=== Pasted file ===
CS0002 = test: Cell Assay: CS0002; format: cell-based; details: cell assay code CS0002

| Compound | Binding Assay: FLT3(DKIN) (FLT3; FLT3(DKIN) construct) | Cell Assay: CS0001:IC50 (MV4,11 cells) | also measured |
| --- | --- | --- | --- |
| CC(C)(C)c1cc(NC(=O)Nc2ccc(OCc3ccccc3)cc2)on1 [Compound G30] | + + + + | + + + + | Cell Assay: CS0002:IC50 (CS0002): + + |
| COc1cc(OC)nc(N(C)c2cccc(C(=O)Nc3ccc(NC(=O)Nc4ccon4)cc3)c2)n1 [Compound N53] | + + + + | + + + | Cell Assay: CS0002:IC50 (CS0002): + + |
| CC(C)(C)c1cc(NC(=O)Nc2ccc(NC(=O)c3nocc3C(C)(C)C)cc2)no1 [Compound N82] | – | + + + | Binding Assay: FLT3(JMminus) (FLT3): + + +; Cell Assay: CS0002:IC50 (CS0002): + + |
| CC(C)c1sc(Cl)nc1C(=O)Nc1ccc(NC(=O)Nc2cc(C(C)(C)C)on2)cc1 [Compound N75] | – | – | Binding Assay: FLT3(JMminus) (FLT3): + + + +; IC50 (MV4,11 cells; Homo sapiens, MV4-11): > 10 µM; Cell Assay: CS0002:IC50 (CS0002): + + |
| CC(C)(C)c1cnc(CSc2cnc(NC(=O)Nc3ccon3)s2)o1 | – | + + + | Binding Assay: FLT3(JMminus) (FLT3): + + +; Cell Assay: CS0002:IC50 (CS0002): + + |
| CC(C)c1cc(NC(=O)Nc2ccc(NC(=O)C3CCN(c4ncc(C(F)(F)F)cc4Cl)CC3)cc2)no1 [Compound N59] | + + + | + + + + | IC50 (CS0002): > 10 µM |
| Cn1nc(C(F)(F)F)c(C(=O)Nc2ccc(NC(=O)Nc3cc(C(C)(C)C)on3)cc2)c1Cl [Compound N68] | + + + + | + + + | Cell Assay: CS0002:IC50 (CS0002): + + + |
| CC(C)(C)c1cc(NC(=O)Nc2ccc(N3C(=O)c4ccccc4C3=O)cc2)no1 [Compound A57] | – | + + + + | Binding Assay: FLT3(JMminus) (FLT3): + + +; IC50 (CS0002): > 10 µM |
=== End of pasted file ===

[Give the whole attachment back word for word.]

CS0002 = test: Cell Assay: CS0002; format: cell-based; details: cell assay code CS0002

| Compound | Binding Assay: FLT3(DKIN) (FLT3; FLT3(DKIN) construct) | Cell Assay: CS0001:IC50 (MV4,11 cells) | also measured |
| --- | --- | --- | --- |
| CC(C)(C)c1cc(NC(=O)Nc2ccc(OCc3ccccc3)cc2)on1 [Compound G30] | + + + + | + + + + | Cell Assay: CS0002:IC50 (CS0002): + + |
| COc1cc(OC)nc(N(C)c2cccc(C(=O)Nc3ccc(NC(=O)Nc4ccon4)cc3)c2)n1 [Compound N53] | + + + + | + + + | Cell Assay: CS0002:IC50 (CS0002): + + |
| CC(C)(C)c1cc(NC(=O)Nc2ccc(NC(=O)c3nocc3C(C)(C)C)cc2)no1 [Compound N82] | – | + + + | Binding Assay: FLT3(JMminus) (FLT3): + + +; Cell Assay: CS0002:IC50 (CS0002): + + |
| CC(C)c1sc(Cl)nc1C(=O)Nc1ccc(NC(=O)Nc2cc(C(C)(C)C)on2)cc1 [Compound N75] | – | – | Binding Assay: FLT3(JMminus) (FLT3): + + + +; IC50 (MV4,11 cells; Homo sapiens, MV4-11): > 10 µM; Cell Assay: CS0002:IC50 (CS0002): + + |
| CC(C)(C)c1cnc(CSc2cnc(NC(=O)Nc3ccon3)s2)o1 | – | + + + | Binding Assay: FLT3(JMminus) (FLT3): + + +; Cell Assay: CS0002:IC50 (CS0002): + + |
| CC(C)c1cc(NC(=O)Nc2ccc(NC(=O)C3CCN(c4ncc(C(F)(F)F)cc4Cl)CC3)cc2)no1 [Compound N59] | + + + | + + + + | IC50 (CS0002): > 10 µM |
| Cn1nc(C(F)(F)F)c(C(=O)Nc2ccc(NC(=O)Nc3cc(C(C)(C)C)on3)cc2)c1Cl [Compound N68] | + + + + | + + + | Cell Assay: CS0002:IC50 (CS0002): + + + |
| CC(C)(C)c1cc(NC(=O)Nc2ccc(N3C(=O)c4ccccc4C3=O)cc2)no1 [Compound A57] | – | + + + + | Binding Assay: FLT3(JMminus) (FLT3): + + +; IC50 (CS0002): > 10 µM |